Wednesday, October 24, 2012

Where's My Government Bailout?

I build and sell Chevalets.  I am no different than General Motors.  Well, there is a slight difference of scale, but a Chevalet is still a Chevalet.  And, like General Motors, I am losing money on each unit sold, I am sliding into a financial hole where it would be nice for the Government, and you, the tax payer, to consider bailing me out.

You see, I sell Chevalet kits.  First of all, since most people who don't read this blog, haven't a clue what a Chevalet is, it is rather hard to sell them a kit.  However, every once in a while, I get a call or a student decides to purchase one at the end of a class.  That occasional sale is important to me, since I need to put out a lot of money up front and then wait for a rather long time to recover my investment, as the sales are slow.

This is not the best business model, I admit.  Lots of investment, long wait for turnover, high overhead, low profit, lack of demand, consumer indifference...

Gee, as I write this, I am getting depressed!

In any event, I notice that the Chevalet is being talked about on certain other blogs, like Lumberjocks.  Boy, am I happy to see that.  Any interest is great.  On the other hand, I need to clarify something I noted the other day while following the thread.

There was a discussion which was about building your own Chevalet.  It was pointed out that Pat Edwards sells the kits for $500.  The next response was something like, "Why would I pay that when the hardware is only about $75?"  That got me thinking, just how much am I spending on these kits?

Well, if you consider I spent a bit of time drawing the blueprints years ago, and that was "free" and I need to drive all over town to get the elements of the hardware from different stores, and I had to design the special parts for the machinist to create, and all that work is "free" time, then let's just add up the hard costs for each kit.

The special parts, which are essential, are made by a talented machinist, using state of the art equipment.  The sliding arm is perfectly straight and has expensive bushings.  The blade clamps are tempered, and the other parts are also custom:

Next, I put together all the metal parts for the tool.  This means each bolt, nut, washer, screw, chain, eyebolt, hook, and pivot shaft is counted out and put into a bag.  Then add the 2 dozen German blades, which I need to import in a large quantity since they are 16cm long and not available in the US.  Then I add the full scale blueprints, which are metric and include every detail of the construction.  For good measure, I copy the plans from Pierre Ramond's book, "Marquetry," and include those, so you can have a typical cut list for the wood.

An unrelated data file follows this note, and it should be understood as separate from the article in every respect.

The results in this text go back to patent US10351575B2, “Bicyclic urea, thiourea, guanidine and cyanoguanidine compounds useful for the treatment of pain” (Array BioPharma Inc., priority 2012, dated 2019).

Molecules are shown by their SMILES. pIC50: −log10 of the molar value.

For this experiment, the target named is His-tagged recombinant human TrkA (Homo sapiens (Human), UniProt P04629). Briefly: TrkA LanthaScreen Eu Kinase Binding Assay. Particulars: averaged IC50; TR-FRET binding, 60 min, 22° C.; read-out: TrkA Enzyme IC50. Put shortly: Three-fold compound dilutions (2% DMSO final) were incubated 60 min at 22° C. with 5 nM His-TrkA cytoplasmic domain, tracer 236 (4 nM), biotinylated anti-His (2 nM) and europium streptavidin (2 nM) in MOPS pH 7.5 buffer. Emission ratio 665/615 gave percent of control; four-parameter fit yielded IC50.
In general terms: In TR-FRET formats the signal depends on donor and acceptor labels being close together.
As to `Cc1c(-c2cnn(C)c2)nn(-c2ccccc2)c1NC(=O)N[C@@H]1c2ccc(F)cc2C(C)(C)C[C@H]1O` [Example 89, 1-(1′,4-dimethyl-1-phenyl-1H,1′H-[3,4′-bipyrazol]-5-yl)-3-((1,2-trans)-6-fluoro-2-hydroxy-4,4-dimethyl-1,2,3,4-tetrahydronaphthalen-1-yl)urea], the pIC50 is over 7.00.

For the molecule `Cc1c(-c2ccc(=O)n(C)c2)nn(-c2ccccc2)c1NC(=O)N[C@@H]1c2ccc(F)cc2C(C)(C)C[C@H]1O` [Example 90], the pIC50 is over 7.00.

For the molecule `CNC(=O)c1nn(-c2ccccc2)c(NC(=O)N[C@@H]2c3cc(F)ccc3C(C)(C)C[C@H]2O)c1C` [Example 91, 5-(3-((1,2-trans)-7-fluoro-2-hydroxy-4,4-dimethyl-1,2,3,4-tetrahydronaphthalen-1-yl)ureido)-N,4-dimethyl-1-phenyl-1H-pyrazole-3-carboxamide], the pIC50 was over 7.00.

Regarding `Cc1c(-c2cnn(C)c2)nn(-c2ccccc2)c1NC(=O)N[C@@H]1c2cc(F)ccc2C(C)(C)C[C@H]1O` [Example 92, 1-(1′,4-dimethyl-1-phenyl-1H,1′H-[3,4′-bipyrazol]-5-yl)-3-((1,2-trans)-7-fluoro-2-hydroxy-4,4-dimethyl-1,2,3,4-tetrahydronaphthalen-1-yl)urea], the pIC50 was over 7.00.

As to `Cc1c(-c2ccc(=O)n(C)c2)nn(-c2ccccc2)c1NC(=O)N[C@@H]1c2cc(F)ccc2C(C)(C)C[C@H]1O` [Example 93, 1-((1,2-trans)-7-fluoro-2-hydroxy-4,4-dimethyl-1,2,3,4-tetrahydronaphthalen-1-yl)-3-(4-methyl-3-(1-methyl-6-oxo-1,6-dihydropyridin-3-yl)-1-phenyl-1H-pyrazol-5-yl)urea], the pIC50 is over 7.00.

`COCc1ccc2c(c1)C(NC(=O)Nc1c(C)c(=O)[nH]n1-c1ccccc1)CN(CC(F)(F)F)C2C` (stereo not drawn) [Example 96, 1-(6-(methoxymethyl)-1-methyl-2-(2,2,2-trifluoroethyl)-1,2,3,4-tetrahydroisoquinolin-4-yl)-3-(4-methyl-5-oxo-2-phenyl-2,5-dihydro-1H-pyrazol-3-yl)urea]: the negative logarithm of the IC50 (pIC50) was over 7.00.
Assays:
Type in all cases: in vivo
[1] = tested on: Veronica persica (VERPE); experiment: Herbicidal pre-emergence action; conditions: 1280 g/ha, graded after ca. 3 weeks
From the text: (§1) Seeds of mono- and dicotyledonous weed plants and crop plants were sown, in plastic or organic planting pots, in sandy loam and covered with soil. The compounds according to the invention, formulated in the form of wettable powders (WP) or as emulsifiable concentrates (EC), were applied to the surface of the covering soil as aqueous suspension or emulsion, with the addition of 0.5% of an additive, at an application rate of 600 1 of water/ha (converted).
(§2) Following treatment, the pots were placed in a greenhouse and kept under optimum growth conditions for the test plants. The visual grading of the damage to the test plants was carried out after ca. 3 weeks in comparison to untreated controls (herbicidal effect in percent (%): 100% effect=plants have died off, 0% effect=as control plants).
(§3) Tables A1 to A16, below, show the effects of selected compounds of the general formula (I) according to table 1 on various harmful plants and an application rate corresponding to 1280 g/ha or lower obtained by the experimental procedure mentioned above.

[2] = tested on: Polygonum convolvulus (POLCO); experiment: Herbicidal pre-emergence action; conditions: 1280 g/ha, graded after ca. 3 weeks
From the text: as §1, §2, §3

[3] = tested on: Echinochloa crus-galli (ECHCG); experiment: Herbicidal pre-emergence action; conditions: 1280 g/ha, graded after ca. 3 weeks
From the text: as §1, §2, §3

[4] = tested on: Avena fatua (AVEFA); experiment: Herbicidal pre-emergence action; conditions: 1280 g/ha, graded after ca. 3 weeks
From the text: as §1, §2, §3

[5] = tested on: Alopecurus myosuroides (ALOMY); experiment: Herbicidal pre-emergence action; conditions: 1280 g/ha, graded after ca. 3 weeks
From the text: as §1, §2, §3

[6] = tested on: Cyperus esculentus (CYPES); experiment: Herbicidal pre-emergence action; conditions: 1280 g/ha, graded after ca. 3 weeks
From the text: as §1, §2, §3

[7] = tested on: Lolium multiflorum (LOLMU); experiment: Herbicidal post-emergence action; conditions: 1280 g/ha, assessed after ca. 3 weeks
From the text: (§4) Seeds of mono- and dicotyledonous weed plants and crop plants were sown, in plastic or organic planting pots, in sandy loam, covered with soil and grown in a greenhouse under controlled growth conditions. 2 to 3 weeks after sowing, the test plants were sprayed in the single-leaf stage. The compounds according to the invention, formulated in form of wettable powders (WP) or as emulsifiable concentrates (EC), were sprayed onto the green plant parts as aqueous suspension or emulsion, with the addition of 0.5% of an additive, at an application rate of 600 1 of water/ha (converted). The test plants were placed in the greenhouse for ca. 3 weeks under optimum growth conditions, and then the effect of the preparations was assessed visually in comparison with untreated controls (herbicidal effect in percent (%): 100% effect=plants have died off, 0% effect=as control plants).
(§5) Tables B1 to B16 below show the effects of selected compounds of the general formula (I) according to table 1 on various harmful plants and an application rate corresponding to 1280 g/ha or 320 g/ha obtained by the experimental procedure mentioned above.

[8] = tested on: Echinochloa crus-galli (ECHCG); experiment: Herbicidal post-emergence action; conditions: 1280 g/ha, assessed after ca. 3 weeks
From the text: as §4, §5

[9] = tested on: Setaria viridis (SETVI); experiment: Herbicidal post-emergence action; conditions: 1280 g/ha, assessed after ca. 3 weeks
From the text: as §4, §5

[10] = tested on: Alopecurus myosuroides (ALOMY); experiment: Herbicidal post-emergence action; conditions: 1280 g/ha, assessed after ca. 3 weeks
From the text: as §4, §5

So, I sat down and added up the actual unit cost for each of these elements for the kit.  It comes to $416.  As I said, that excludes my time and gas and brains.  $416 total.  I then make a wood shipping box and ship it anywhere in the US for $50, fixed price.  That clearly doesn't make much profit.




I sell this kit for $500, plus $50 for the shipping.   Not the smartest decision in the business world.  Not going to even pay for one of the utility bills I have each month.  Certainly not enough to buy a private island somewhere...

I do it for love.  And I do it because I want others to discover how cool this tool is.  And I really don't expect the government to call me anytime soon and send me money for my efforts.  It would be really something if the president would decide to set up a French marquetry atelier in the White House, but I'm not holding my breath.


3 comments:

Anonymous said...

Patrick, having read your post, I decided to research the price of tuition for your classes. First off, it took me much longer than I had anticipated, since you don't have an obviously link to the school on your blogsite. I would recommend that you include one. Secondly, from what I have seen from reading your blog for some time now, it is obvious that you are world class in your chosen profession, and are a highly gifted
teacher. For those reasons, I also recommend that you considering doubling your current price of tuition. Had I the time to attend one of your weeklong workshops at present, I don't think I would blink twice if you did. Good luck.

mokusakusensei--woods teacher said...

I think that 500 is a great deal. I have chased all over town for a part for something just to end up with a piece of garbage. I do not have the talent to warrant the chevalet, or your classes, but maybe someday.

Bob Egbert said...

Patrick I have built a chevalet and having done this even buying the saw kit ($150.00) I have found it does not pay to go off on your own to build this from scratch. It still cost about the same so your not saving anthing and it takes a good deal of time. If I find the need to build another one I would not, so the bottom line is. "If your thinking of building one, Don't. Buy it from ASFM you will save money and time".